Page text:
Italian Wedding Soup

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cheapest Aurogra Warm & Soothing Italian Wedding Soup

I have been making Italian Wedding Soup for a long, long time and yet, until today, I’ve forgotten to post it here.  Over the years I have changed it a lot; I usually use ground chicken instead of ground beef.  And I add a lot more vegetables than the original recipe to make it more healthful.

This is a very simple, very filling, very beloved soup in our family.  It takes just a few minutes to make, a short time to cook, and it is a “Happy Meal”.  I put enough vegetables in the soup along with orzo and protein which makes it a home run.  

My Italian Wedding Soup

Serves 6

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Ingredients
  • 1 lb ground chicken (or extra lean ground beef)
  • 1 large egg
  • ¼ cup bread crumbs (I often add more if the mixture seems too loose)
  • 2 Tbsp. grated fresh Parmesan cheese (optional) 
  • 1 tsp. dry basil
  • 2 Tbsp finely diced shallot or 4 cloves peeled minced garlic
  • ½ tsp sea salt
  • ½ tsp pepper
  • 8 cups chicken stock (homemade, boxed broth  or Better Than Bouillon is fine, but do not oversalt)
  • 1 cup uncooked orzo pasta
  • 5 large thinly sliced carrots
  • 1 peeled sliced parsnip
  • 1 cup fresh green beans, trimmed and cut into 1 inch pieces-frozen peas would be good too
  • 1 cup peeled and cubed butternut squash, about a cup (optional)
  • 3 cups thinly sliced fresh baby spinach (stems removed before slicing)
Instructions

In a medium bowl, combine ground chicken, egg, breadcrumbs, basil, Parmesan and shallot or garlic.   Form into ¾ inch meatballs and place on a tray.

Boil chicken broth, add all the vegetables except spinach, then put in meatballs and gently stir.  Return to the heat until it boils, reduce to medium heat, cover and cook on medium low for 10 minutes or until orzo is done.  Stir to keep from sticking.  When the time is up, turn off the heat and add the spinach which will wilt nicely.

One Pot Wonder!

Serve with rustic crusty bread!

Note: the orzo will continue to expand and thicken the soup a lot, so if you reheat it you might need to add additional broth or even water.  Taste for seasoning.

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Greek Style Pasta with Lamb and Bechamel

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Savory Greek Style Pasta with Lamb and Bechamel

Years and years and years ago (my memory fails me here, but probably 40 years ago?) I took a cooking class here in Seattle at Mr. J’s Kitchen Gourmet (may she rest in peace) and learned to make Greek Pastitsio.  I have searched high and low, and probably in one of my moves I tossed the recipe.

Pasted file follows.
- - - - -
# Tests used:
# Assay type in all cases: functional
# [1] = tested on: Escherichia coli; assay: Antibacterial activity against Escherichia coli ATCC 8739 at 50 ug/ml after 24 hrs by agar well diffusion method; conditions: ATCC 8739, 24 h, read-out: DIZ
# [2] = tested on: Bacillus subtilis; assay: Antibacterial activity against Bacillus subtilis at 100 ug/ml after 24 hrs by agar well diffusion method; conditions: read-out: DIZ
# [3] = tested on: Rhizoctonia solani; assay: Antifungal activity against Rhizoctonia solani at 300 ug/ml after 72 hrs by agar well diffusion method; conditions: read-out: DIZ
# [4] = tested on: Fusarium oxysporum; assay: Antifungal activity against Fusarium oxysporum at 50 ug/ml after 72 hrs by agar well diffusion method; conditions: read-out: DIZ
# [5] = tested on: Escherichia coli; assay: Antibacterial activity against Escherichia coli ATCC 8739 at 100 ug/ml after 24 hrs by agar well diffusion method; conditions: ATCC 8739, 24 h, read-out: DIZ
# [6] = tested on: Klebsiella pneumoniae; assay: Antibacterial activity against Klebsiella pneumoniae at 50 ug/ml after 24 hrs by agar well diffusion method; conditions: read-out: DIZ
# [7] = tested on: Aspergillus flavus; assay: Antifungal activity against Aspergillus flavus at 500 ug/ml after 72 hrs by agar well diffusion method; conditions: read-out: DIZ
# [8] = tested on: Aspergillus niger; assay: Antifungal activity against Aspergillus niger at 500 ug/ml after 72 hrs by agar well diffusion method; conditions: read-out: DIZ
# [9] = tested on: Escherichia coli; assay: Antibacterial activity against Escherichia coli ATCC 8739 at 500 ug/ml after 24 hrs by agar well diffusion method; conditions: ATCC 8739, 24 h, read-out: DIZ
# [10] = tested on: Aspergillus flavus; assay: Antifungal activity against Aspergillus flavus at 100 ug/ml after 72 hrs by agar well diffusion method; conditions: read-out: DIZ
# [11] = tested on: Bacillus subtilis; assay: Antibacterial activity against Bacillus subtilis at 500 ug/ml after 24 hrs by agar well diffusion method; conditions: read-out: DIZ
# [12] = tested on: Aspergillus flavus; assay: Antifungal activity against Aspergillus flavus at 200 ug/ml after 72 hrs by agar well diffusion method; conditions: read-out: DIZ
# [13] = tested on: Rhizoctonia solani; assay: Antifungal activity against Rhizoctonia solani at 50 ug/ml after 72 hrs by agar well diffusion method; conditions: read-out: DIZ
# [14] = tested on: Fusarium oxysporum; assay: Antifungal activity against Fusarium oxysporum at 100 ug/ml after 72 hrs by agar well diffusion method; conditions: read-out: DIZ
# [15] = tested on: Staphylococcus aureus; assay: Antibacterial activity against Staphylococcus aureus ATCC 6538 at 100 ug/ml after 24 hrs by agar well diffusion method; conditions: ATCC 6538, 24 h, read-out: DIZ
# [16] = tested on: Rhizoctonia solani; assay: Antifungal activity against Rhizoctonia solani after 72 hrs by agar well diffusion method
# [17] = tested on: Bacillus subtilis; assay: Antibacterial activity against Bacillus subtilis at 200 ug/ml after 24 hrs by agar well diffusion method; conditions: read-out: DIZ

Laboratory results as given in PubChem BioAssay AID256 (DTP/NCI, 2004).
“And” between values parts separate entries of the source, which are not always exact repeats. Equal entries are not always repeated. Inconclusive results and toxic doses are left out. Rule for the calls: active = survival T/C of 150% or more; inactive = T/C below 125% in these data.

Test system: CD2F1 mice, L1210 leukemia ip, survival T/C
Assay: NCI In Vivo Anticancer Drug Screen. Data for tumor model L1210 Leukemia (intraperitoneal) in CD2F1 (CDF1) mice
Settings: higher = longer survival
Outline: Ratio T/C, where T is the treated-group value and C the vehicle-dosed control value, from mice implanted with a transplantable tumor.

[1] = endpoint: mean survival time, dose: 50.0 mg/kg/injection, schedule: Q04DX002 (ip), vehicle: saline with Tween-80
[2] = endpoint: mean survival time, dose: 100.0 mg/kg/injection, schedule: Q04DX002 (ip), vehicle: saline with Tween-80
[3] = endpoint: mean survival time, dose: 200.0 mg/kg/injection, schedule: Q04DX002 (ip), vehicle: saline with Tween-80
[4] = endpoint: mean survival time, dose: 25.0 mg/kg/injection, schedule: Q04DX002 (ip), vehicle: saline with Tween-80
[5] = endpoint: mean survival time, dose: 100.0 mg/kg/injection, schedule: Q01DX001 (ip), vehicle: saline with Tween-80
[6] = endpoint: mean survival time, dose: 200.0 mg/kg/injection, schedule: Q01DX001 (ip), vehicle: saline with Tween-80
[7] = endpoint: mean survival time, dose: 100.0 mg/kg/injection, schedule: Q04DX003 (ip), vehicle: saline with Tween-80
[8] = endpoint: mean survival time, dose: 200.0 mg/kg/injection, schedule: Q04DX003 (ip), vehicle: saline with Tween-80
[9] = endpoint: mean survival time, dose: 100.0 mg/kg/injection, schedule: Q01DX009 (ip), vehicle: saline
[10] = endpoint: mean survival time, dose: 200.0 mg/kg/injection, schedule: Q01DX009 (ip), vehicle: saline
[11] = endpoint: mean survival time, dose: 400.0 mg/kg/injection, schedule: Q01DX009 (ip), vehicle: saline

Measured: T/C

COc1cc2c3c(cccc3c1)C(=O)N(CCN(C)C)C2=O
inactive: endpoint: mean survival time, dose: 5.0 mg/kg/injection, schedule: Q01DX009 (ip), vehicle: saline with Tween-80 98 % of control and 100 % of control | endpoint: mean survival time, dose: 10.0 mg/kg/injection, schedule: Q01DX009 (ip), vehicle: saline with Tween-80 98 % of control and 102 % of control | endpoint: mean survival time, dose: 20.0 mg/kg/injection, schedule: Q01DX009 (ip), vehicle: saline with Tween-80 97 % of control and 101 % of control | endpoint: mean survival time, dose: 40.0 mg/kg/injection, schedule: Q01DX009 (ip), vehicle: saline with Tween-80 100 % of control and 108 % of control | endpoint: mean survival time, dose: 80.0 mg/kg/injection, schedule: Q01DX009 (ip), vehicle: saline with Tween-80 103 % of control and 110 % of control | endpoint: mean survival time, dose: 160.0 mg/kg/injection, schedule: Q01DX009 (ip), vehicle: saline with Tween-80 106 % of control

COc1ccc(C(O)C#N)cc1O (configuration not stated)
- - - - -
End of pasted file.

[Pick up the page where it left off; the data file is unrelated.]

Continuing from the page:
All the cooking gurus I like or follow have their own version.  There was a simple recipe in my tiny Greek cookbook, and Ina, Martha, all the gang have their renditions.  Nothing looked exactly right to me, so I got the urge to make this in the cold, dark winter and just went with it.  I know, that might make some of you uncomfortable but I am in my “happy place” when I can improvise.

Greek Pasticcio traditionally has a substantial layer of tubular pasta, a deep simmered delicious beef ragu and is topped off with a thick and velvety béchamel sauce.  So mine is not traditional and I wouldn’t label it Pasticcio because mine is far from the mark, but the flavors in my dish are amazing in my opinion.  I combined the cooked penne with the meat sauce (I used ground lamb because I do not eat beef) and topped the whole thing with béchamel sauce that wasn’t as thick a layer as most.  Nonetheless, I am very happy with my results.

I ended up making a double recipe of this and browned the meat and onions outside in my electric skillet to keep the fumes out of the house and the spattering and mess happens outside, not in my kitchen.  This recipe is not hard to make but it does involve lots of pots and pans and bowls. And it takes time to prepare each part (boil the pasta, make the meat sauce and make the béchamel) and then assemble the final dish. But people … SO worth it.

I gave a hefty portion to each of my in town families and kept a smaller amount for their parents (me and my husband).  We served ours with a greek salad and some cut up fruit and ate leftovers for a couple of days. I had rave reviews from the adults, teenagers and babies alike!

Greek Style Pasta with Lamb and Bechamel

Serves 8-10

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Main Dish Ingredients
  • 1 lb dried penne pasta
  • 2 pounds of ground lamb
  • 2 cups diced brown onions
  • 4 cloves minced garlic
  • ½ cup red wine (I just used leftover wine)
  • 6 oz can tomato paste
  • 2 cups water (option to add 1 tsp beef Better Than Bouillon optional – I like the additional salty flavor hit) 
  • 1 tsp ground cinnamon
  • ⅛ tsp fresh ground nutmeg